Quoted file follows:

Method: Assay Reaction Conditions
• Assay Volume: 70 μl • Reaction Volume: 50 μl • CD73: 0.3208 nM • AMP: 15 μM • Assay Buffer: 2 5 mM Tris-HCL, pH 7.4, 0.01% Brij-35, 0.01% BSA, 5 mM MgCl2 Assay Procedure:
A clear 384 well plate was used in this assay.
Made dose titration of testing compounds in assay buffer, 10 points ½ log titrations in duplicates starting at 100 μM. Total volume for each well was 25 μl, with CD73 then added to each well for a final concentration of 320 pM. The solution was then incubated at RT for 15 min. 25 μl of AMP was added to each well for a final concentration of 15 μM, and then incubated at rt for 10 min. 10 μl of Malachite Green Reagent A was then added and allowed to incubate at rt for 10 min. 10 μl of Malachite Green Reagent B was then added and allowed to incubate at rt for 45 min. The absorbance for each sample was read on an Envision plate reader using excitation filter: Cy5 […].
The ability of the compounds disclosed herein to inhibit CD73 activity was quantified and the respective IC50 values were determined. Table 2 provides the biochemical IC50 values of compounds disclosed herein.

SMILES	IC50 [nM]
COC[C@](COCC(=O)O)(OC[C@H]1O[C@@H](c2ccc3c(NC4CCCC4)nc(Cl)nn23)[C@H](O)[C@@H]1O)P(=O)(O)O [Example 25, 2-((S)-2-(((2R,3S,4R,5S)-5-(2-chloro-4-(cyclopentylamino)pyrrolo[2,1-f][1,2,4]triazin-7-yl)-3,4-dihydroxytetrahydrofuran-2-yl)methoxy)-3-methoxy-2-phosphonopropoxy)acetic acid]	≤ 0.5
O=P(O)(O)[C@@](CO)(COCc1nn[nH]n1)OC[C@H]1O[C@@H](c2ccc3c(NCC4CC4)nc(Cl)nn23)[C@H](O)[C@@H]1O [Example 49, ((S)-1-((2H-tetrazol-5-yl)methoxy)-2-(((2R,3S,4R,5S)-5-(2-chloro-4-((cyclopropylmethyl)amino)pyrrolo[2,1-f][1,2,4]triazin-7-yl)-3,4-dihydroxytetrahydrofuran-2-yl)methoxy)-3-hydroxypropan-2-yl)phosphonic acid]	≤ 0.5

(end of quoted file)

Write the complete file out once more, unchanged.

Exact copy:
Method: Assay Reaction Conditions
• Assay Volume: 70 μl • Reaction Volume: 50 μl • CD73: 0.3208 nM • AMP: 15 μM • Assay Buffer: 2 5 mM Tris-HCL, pH 7.4, 0.01% Brij-35, 0.01% BSA, 5 mM MgCl2 Assay Procedure:
A clear 384 well plate was used in this assay.
Made dose titration of testing compounds in assay buffer, 10 points ½ log titrations in duplicates starting at 100 μM. Total volume for each well was 25 μl, with CD73 then added to each well for a final concentration of 320 pM. The solution was then incubated at RT for 15 min. 25 μl of AMP was added to each well for a final concentration of 15 μM, and then incubated at rt for 10 min. 10 μl of Malachite Green Reagent A was then added and allowed to incubate at rt for 10 min. 10 μl of Malachite Green Reagent B was then added and allowed to incubate at rt for 45 min. The absorbance for each sample was read on an Envision plate reader using excitation filter: Cy5 […].
The ability of the compounds disclosed herein to inhibit CD73 activity was quantified and the respective IC50 values were determined. Table 2 provides the biochemical IC50 values of compounds disclosed herein.

SMILES	IC50 [nM]
COC[C@](COCC(=O)O)(OC[C@H]1O[C@@H](c2ccc3c(NC4CCCC4)nc(Cl)nn23)[C@H](O)[C@@H]1O)P(=O)(O)O [Example 25, 2-((S)-2-(((2R,3S,4R,5S)-5-(2-chloro-4-(cyclopentylamino)pyrrolo[2,1-f][1,2,4]triazin-7-yl)-3,4-dihydroxytetrahydrofuran-2-yl)methoxy)-3-methoxy-2-phosphonopropoxy)acetic acid]	≤ 0.5
O=P(O)(O)[C@@](CO)(COCc1nn[nH]n1)OC[C@H]1O[C@@H](c2ccc3c(NCC4CC4)nc(Cl)nn23)[C@H](O)[C@@H]1O [Example 49, ((S)-1-((2H-tetrazol-5-yl)methoxy)-2-(((2R,3S,4R,5S)-5-(2-chloro-4-((cyclopropylmethyl)amino)pyrrolo[2,1-f][1,2,4]triazin-7-yl)-3,4-dihydroxytetrahydrofuran-2-yl)methoxy)-3-hydroxypropan-2-yl)phosphonic acid]	≤ 0.5